“York’s Faculty of Fine Arts is at a transformational moment,” Brixey said. “We’re uniquely positioned to build an innovative new vision for the arts – one that synthesizes the traditional scholarly and disciplinary rigour of established forms with bold new creative propositions that nurture interdisciplinary daring, collaborative research, hybridization, innovation and sustainability for the 21st century”.

As an artist, Brixey is best known for his trailblazing, complex experimental media artworks that synthesize physics, astronomy, cosmology, biology and advanced computing. He holds a BFA in interactive sculpture and experimental media from the Kansas City Art Institute and an MSVisS in advanced visual studies (design, architecture, media science and engineering) from the Media Laboratory at the Massachusetts Institute of Technology, and his boundary-pushing art reflects the convergence of all these disciplines.

Alchymeia, a nanotechnology and bioengineering public artwork for the Winter Olympics in Nagano, Japan, used naturally occurring steroids from the bodily fluids of Olympic athletes to stimulate the growth of spectacular, multi-coloured ice crystals in whose atomic architecture human biological material was physically embodied.

Chimera Obscura, commissioned for the world premiere of the touring exhibition Genesis | Contemporary Art Explores Human Genomics, examined issues of genomic research through the creation of a massive online multi-user data-driven organism. The electronic trail of virtual information genes left by online visitors, remotely piloting a tele-robot through an elaborate real-world maze in a museum created from a human thumbprint, generated a mutable internal map constructed of hybrid virtual and real spaces.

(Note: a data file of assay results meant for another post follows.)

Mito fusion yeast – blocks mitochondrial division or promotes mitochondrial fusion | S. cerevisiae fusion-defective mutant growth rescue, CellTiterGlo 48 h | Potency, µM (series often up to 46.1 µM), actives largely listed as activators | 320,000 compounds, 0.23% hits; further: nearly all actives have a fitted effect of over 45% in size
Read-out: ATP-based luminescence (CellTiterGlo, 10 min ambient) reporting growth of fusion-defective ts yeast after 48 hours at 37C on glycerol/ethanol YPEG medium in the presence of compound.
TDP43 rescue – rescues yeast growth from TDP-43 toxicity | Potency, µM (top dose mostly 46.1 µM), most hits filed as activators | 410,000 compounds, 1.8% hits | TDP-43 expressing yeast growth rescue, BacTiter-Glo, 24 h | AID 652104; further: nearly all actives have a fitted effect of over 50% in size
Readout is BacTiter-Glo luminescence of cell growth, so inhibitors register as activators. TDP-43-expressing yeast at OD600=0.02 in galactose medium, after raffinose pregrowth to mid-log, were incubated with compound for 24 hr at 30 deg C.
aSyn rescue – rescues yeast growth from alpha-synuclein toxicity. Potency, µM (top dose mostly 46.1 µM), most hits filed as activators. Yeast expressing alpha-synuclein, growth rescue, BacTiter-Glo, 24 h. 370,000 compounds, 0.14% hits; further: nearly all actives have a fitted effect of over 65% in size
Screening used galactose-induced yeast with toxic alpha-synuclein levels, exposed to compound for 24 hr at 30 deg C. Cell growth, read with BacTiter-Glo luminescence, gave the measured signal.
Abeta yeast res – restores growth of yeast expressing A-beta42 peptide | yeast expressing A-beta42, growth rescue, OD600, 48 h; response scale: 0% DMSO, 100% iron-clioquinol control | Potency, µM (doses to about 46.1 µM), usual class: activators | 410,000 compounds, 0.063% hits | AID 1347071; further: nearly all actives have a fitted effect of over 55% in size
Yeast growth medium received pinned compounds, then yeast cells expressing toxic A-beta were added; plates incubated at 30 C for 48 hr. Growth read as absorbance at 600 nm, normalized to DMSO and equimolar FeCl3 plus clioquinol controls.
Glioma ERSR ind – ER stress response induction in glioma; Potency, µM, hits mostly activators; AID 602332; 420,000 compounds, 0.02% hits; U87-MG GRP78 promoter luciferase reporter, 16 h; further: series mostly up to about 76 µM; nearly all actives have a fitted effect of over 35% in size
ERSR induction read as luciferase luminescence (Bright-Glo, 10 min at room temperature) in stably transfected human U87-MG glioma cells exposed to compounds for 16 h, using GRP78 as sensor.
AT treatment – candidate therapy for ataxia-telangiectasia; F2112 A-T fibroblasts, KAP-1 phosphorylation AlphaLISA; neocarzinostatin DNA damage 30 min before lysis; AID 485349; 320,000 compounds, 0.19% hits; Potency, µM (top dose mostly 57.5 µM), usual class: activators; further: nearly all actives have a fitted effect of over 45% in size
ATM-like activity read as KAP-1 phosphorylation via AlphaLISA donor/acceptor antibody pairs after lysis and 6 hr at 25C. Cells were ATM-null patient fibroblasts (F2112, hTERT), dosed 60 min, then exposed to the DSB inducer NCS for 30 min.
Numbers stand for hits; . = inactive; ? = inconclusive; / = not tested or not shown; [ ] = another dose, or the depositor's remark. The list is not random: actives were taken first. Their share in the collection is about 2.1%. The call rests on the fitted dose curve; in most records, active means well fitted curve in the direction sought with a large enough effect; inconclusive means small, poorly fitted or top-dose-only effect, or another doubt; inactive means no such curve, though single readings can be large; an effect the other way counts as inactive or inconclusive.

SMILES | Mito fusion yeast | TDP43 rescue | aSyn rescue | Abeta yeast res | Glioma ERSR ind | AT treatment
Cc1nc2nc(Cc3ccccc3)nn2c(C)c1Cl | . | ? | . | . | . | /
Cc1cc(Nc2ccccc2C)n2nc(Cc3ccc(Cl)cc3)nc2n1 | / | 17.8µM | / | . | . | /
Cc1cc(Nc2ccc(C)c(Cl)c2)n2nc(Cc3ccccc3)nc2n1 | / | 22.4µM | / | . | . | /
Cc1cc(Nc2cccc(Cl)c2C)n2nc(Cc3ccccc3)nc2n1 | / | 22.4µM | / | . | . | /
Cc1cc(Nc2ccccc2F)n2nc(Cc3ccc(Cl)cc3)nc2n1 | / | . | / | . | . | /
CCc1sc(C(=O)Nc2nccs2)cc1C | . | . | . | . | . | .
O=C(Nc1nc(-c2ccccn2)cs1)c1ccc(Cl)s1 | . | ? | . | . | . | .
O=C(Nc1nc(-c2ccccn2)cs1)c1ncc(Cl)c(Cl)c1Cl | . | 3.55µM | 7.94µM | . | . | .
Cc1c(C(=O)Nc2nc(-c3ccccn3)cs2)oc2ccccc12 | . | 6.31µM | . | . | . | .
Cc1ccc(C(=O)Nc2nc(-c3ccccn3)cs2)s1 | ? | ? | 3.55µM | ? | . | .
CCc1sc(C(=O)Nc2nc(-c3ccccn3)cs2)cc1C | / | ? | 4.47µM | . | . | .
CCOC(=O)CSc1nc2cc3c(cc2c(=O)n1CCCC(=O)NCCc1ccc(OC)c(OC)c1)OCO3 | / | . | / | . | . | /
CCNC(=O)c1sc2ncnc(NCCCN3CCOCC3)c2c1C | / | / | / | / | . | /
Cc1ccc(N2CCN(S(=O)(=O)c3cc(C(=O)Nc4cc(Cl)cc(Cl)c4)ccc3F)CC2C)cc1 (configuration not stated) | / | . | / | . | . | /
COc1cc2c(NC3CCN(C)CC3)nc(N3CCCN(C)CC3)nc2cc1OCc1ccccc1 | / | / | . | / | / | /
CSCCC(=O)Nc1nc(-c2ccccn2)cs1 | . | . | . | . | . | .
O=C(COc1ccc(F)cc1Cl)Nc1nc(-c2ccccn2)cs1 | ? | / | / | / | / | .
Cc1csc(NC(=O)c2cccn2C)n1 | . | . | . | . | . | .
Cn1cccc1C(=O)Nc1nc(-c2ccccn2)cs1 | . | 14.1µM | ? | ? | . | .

Eon, a telepresence project using text-to-speech synthesis, harnesses sonoluminescence – the conversion of sound in liquid into light – to create a form of material poetry from the interaction of matter and energy. Participants send short, tweet-like poetic emails to an exhibition site, where they are converted into voice-encoded ultrasound to produce a tiny, brilliant light source: “a star in a jar” that radiates words as light. Specially designed headphones allow museum visitors to listen directly to the “starlight”, hearing their own original words or the voices of virtual visitors from around the world, while Internet visitors can experience live-streamed video of the same phenomenon.